Thursday, May 21, 2020

Ladyhawke as OSR Class

Blade Runner was my favorite movie as a kid and because of it, Rutger Hauer is one of my favorite actors ever.  Ladyhawke sounded like a cool movie so I watched it a few weeks ago.

It actually isn't that good, but the concept is cool. Side note: I wish studios would remake movies that had a great concept but were poorly executed, rather than movies that nailed it the first time.  A pair of lovers are cursed so that every day, the woman turns into a hawk, and every night, the man turns into a wolf.  Also, while in animal form each of them has animal-level intelligence so they can't understand what their human-form partner is saying beyond simple things like "stay."

So, here's a Ladyhawke class where you play as both characters.  Effectively, at any given time you're playing as one of them with the other being like an animal companion.

First, roll ability scores like normal, then pick the ladyhawke class.  Then roll ability scores a second time.  These are your two characters.

Assign them each a class– either fighter or thief.  No spellcasters here.  Each of them will have the saves and abilities of their assigned class.

The two of them share XP, and level as an elf.  If you're using a system where all classes advance at the same rate, they level as if they're one level higher.

Now pick an animal form for each of them– anything at least as big as a cat and no bigger than a bear, and it has to be a mundane animal. The animal form also has whatever abilities it would usually have like night vision or flight.

Also decide which one is human during the day and which one is human at night.  They both shapeshift, in opposite directions, at sunrise and sunset, at the same moment.  There's always a brief second or so where they're both in human form; not long enough to communicate, but long enough to share a look of pained longing for each other.  It looks really sappy.

In human form, each character has the normal hit points for their class.  In animal form, it depends on the animal's size.

If it's a roughly human-sized animal like a wolf, it's the same number of hit points.  If it's bigger like a bear, you get an extra hit point per level when you change into that form, and lose them when you change back.  If it's a smaller form like a hawk, the reverse happens– you lose hit a hit point per level when you change into that form, then regain them when you change back to human.

These extra hit points are lost first if you're wounded, much like temporary HP in later editions of D&D.  Shapechanging to a weaker form when you're wounded can't kill you.

You need to sleep six hours a day, but you can be more flexible than most people about sleep schedules.  You can split that into two shorter blocks of sleep for each character, you can have them sleep one at a time while the other keeps watch, etc.  They each get the benefit of a night's rest whenever they complete their six hours of sleep in one day, and if they don't get that much they'll suffer from sleep deprivation as normal.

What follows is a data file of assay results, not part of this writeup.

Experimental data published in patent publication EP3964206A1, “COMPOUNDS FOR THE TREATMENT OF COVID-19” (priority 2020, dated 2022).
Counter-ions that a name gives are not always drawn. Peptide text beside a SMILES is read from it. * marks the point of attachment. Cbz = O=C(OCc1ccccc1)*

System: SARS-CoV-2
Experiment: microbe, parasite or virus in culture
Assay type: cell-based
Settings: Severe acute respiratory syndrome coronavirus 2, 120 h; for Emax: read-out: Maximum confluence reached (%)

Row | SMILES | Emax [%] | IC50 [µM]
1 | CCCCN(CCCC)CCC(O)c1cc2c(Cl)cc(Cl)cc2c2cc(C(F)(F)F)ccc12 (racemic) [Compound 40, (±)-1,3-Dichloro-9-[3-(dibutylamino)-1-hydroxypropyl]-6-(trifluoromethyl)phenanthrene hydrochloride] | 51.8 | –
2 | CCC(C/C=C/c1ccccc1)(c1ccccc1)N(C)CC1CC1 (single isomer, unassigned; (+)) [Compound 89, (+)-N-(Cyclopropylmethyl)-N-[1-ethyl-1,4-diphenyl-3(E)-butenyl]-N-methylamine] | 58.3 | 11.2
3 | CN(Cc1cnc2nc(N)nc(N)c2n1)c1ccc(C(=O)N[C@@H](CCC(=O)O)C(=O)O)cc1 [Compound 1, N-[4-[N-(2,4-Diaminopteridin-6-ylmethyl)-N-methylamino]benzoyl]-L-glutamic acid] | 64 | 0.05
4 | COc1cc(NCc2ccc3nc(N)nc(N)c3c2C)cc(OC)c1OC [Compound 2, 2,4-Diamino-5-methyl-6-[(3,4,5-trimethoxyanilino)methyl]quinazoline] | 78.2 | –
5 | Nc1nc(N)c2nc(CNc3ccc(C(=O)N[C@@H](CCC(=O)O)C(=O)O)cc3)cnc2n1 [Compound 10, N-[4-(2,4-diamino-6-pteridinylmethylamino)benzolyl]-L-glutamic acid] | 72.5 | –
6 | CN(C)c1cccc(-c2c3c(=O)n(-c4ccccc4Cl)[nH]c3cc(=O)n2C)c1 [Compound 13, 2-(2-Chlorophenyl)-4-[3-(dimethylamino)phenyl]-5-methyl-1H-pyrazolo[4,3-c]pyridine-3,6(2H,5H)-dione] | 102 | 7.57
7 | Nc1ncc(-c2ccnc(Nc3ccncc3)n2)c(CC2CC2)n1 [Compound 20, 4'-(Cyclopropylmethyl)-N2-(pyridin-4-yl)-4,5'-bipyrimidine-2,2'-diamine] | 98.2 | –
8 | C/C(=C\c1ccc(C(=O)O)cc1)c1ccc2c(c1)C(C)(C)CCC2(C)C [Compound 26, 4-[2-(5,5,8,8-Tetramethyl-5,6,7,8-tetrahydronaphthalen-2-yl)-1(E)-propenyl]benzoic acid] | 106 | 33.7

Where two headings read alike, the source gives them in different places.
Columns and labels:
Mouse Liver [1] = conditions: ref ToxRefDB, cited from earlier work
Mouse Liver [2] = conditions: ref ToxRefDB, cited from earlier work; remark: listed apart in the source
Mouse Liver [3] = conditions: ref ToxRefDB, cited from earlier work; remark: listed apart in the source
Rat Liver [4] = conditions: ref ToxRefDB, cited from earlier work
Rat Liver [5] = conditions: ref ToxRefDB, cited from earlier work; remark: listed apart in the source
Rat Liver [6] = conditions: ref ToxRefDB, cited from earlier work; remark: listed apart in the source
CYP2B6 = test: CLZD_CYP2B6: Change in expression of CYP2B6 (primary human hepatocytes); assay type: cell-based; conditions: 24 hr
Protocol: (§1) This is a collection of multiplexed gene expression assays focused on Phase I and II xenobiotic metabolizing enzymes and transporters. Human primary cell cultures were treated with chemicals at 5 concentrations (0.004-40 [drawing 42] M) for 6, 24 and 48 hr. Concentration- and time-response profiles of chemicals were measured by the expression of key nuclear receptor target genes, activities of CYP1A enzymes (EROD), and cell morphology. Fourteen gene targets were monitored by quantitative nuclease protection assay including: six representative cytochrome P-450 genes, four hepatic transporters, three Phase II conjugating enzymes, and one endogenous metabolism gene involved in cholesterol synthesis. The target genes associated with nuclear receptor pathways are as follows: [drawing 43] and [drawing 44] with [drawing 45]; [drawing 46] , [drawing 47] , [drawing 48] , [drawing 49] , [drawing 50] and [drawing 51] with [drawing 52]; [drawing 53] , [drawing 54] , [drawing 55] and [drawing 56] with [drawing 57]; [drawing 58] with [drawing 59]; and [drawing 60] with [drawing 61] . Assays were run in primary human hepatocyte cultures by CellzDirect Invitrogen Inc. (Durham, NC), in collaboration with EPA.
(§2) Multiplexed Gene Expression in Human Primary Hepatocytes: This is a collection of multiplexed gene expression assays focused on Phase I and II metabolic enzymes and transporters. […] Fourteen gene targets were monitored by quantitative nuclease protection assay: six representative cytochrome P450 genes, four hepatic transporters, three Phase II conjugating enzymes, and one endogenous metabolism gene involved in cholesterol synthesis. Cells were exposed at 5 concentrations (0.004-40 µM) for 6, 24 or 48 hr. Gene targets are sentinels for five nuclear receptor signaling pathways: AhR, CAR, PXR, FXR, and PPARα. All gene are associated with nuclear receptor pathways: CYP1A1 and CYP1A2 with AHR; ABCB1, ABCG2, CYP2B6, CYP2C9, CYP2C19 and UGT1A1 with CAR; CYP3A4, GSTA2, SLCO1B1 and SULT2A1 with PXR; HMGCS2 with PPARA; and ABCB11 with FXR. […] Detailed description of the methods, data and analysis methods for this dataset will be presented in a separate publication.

Each character needs to eat as much as the average of their human and animal form, regardless of which form they're in when they do their eating.  There's a cost to being able to turn into a bear.

While in animal form, each character has the intelligence of a well-trained dog.  They can recognize friends like the other party members, they can obey simple commands like stay, eat, attack, but they don't understand human languages, not really.  They don't have to check morale because they're perfectly loyal to each other; you can control your animal person as long as you role-play the lack of human-level intelligence properly.

If either of them dies, the other one is soon to be out of the game, life just isn't worth living once your soulmate is dead.  They'll either go insane or sink into an uncurable depression or jump off a bridge or just go berserk.  You can keep playing them for the remainder of that day in order to go out in a blaze of glory, but after that it's time to roll up a new character.

So I published this and then realized I never said anything about actually lifting the curse.  Shit.  Uhhh...let's say the referee secretly defines how to do that, and you start with some idea of who cursed you and where and how you can learn how to lift the curse. If you figure that out and do it, the curse is lifted and you pick one character to be your character from then on, and the other to be their retainer.  From then on they each level separately as their respective class. Also they each gain a level for doing that.  

1 comment:

  1. fuck lifting the curse, man. who needs lifting the curse. let them just stay tragic lovers forever until one of them fucking dies. that's the D&D I wanna fucking play.